Workload: Was and colleagues, at Stanford Children’s Hospital, used a research database to determine the number of notes an intern wrote and the number of orders they placed for each of 6 core rotations. The authors proposed that comparing the number of notes written and orders entered by one intern to the average of their peers for each rotation would be a marker for workload intensity. Not surprisingly, they found that there were statistically significant differences in the number of notes and orders for different rotations (such as general floor versus a subspecialty rotation). They did not find any correlation between an intern’s perceived workload (their “cloud”) and actual intensity of work as described by the number of orders and notes. Of interest in pediatrics, there was little seasonal variation in workload intensity between the fall/winter and spring/summer.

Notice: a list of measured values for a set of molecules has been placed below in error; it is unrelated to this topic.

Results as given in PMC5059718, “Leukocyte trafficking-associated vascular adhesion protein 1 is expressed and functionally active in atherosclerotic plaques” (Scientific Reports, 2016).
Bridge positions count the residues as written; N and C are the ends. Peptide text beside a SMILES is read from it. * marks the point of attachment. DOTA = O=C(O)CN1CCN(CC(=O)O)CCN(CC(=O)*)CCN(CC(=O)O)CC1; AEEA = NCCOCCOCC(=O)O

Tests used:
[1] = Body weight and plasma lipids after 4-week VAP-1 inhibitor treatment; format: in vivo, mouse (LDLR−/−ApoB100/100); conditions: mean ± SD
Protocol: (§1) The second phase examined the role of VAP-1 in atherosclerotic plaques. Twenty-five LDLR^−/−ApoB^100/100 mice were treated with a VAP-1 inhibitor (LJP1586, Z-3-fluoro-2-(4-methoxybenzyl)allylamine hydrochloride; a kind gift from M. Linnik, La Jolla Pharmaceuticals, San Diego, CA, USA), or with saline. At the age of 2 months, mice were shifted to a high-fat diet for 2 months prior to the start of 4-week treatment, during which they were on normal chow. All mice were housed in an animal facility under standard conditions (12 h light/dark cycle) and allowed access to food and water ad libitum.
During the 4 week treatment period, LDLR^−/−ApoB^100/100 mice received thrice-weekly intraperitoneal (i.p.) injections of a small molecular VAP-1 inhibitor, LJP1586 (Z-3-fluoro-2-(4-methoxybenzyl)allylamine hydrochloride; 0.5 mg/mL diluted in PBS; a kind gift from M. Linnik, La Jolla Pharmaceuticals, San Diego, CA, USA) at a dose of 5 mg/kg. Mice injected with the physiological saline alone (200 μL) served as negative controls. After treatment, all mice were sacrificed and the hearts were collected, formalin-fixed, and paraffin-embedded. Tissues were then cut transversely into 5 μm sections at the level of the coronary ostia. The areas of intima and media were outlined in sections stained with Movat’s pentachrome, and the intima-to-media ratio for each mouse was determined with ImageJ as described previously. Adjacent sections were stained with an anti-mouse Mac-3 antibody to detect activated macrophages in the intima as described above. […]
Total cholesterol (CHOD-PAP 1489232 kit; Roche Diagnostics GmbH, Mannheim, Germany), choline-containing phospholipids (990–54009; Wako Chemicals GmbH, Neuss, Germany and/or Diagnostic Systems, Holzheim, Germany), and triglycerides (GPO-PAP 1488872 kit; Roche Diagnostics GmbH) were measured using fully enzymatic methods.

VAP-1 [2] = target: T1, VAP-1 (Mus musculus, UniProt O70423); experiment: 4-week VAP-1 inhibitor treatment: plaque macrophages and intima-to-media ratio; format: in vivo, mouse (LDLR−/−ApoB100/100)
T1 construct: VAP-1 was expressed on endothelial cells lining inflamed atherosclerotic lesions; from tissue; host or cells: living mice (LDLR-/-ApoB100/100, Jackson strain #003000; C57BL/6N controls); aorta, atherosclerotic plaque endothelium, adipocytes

This estimate of workload intensity does not capture the quality or complexity of the work or the time required to complete it, limiting its applicability to an individual intern. It may, however, offer program directors an objective method of describing how hard or busy one rotation is compared to another. In regard to an intern’s “cloud”, the more interesting comparison would have been the perception of an intern’s workload by their colleagues compared to workload intensity. — Michael J. Kelly, MD